It seems that Wall Street has convinced state and federal regulators, as well as Congress and Presidential candidates, that the regulatory bar must be lowered if we are to compete in the international securities market (or perhaps Wall Street’s donations have affected the judgment of these politicians). Yet, studies continue to show that most investors prize a company’s behavior over rich returns.
After the crash of 1929, and for over 70 years, our securities markets have been regulated by a network of federal and state securities laws. During that period, U.S. financial markets have thrived and becme the envy of the world. Conventional wisdom is that investors want to feel safe in investment waters – as shark free as possible. Yet, those on Wall Street, many of whom have proven themselves to be sharks, lobby regulators and lawmakers to attempt to win a “race to the bottom” in worldwide financial regulation.
Yet a recent study found, for example, that two-thirds of investors say they would sell their shares of a company that engages unethical but legal behavior-even if that behavior brought in higher returns. These results were found through poll research performed by Opinion Research Corp. for Pepperdine University’s Graziadio School of Business and Management.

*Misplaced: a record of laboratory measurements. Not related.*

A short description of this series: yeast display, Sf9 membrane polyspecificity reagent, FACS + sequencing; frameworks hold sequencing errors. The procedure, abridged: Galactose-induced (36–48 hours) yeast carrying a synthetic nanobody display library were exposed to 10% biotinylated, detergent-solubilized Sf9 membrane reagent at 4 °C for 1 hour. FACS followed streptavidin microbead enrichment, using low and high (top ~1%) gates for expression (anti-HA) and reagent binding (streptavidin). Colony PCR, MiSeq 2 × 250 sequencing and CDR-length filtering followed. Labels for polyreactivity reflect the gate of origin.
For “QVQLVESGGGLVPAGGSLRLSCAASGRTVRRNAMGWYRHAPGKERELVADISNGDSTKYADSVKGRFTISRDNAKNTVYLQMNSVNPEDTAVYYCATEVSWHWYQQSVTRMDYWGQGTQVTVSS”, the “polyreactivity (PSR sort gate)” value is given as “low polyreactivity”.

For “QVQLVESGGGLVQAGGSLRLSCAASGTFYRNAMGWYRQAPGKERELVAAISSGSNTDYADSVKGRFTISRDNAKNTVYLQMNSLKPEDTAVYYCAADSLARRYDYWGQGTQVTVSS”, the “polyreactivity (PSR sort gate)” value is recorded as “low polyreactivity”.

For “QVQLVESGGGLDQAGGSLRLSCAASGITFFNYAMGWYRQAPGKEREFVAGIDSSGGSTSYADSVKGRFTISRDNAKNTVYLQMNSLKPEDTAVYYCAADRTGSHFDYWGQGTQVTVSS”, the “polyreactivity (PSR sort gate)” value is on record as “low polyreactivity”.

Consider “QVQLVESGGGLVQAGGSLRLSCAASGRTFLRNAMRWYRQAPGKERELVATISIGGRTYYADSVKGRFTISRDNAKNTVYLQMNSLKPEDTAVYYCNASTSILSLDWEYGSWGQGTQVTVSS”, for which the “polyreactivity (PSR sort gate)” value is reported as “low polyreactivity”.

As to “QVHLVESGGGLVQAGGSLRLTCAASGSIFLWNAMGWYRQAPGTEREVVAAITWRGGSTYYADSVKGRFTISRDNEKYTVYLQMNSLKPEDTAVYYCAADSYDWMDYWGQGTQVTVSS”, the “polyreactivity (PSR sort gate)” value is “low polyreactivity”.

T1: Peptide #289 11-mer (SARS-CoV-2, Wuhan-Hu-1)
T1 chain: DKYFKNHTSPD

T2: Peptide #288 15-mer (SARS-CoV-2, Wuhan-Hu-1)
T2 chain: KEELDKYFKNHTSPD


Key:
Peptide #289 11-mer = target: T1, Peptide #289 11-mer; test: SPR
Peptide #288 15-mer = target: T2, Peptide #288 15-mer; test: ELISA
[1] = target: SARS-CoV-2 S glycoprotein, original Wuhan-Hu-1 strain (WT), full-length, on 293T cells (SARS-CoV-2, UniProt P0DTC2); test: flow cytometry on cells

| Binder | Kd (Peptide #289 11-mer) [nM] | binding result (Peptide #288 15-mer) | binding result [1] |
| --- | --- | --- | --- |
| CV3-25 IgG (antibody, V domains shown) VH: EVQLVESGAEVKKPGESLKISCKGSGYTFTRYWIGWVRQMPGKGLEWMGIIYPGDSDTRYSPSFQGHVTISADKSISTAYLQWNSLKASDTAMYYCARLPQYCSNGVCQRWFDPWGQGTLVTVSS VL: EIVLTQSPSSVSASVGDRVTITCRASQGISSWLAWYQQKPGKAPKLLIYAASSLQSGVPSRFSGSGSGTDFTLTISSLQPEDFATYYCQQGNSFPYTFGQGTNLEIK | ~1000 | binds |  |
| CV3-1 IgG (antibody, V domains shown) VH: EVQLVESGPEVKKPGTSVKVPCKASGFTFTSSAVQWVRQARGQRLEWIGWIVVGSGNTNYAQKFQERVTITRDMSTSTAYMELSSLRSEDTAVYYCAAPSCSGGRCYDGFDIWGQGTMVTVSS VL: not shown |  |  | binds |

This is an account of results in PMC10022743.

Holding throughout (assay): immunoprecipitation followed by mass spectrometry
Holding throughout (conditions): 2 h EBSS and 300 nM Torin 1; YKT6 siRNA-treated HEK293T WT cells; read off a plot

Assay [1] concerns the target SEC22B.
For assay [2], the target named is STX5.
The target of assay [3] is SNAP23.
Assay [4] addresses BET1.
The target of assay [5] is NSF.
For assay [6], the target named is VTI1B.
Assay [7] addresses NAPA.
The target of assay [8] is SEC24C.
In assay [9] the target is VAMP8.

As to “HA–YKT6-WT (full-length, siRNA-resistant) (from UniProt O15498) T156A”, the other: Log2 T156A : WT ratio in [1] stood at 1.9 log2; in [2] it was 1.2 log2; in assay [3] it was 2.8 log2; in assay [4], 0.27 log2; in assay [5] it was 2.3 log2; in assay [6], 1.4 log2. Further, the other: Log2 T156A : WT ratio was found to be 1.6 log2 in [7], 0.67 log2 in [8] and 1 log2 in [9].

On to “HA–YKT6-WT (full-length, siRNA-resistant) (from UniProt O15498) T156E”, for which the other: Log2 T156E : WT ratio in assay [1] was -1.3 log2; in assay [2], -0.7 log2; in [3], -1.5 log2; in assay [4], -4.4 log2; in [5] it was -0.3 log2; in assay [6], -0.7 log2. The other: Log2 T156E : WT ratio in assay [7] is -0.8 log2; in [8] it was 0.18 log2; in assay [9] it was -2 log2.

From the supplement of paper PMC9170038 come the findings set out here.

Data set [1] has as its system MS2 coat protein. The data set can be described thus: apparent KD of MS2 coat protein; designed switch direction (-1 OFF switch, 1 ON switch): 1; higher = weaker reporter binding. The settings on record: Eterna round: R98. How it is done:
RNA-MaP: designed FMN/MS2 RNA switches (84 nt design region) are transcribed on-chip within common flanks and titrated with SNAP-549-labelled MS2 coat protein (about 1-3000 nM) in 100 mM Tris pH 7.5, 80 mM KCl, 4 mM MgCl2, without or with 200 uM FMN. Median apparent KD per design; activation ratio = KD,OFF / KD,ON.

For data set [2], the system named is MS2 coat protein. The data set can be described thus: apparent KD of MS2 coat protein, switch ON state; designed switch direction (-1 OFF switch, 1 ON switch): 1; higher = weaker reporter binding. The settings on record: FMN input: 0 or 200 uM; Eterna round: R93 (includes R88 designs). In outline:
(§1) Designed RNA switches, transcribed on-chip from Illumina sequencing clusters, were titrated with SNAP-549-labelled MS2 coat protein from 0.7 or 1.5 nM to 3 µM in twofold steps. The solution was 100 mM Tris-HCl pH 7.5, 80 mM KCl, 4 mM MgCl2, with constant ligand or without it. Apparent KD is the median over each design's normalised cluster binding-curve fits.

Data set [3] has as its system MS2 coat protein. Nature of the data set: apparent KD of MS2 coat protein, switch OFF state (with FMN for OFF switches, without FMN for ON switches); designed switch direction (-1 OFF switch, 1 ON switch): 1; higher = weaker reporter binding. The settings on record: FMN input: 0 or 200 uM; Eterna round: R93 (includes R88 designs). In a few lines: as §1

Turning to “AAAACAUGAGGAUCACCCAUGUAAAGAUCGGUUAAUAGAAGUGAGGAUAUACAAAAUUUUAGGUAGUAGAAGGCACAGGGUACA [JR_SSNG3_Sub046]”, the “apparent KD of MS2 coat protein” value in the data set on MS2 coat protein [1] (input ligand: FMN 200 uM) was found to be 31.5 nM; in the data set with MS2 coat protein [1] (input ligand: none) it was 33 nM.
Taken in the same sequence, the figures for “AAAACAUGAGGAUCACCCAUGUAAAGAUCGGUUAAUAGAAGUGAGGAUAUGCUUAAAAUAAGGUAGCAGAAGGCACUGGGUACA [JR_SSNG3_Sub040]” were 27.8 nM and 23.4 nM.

Sixty-seven percent of the 482 investors polled said they knew about the ethical standards and practices of the companies they invest into and valued such standards even above performance. Only half of the investors said corporate boards are doing a good job of ensuring companies are managed ethically, while 42% said boards were doing fair or poorly.
“Clearly, investors are looking at more than the balance sheet and sales projections when it comes to investments,” said Linda A. Livingstone, dean of the Graziadio School of Business and Management, in a statement. “Corporate Board leadership that is centered on values and ethical behavior plays an important role in how investors evaluate options,” she added.
Similar results have been recorded regarding investment advisors, in which investors reflect that their feelings of trust, comfort and safety outweigh superior performance in their accounts.
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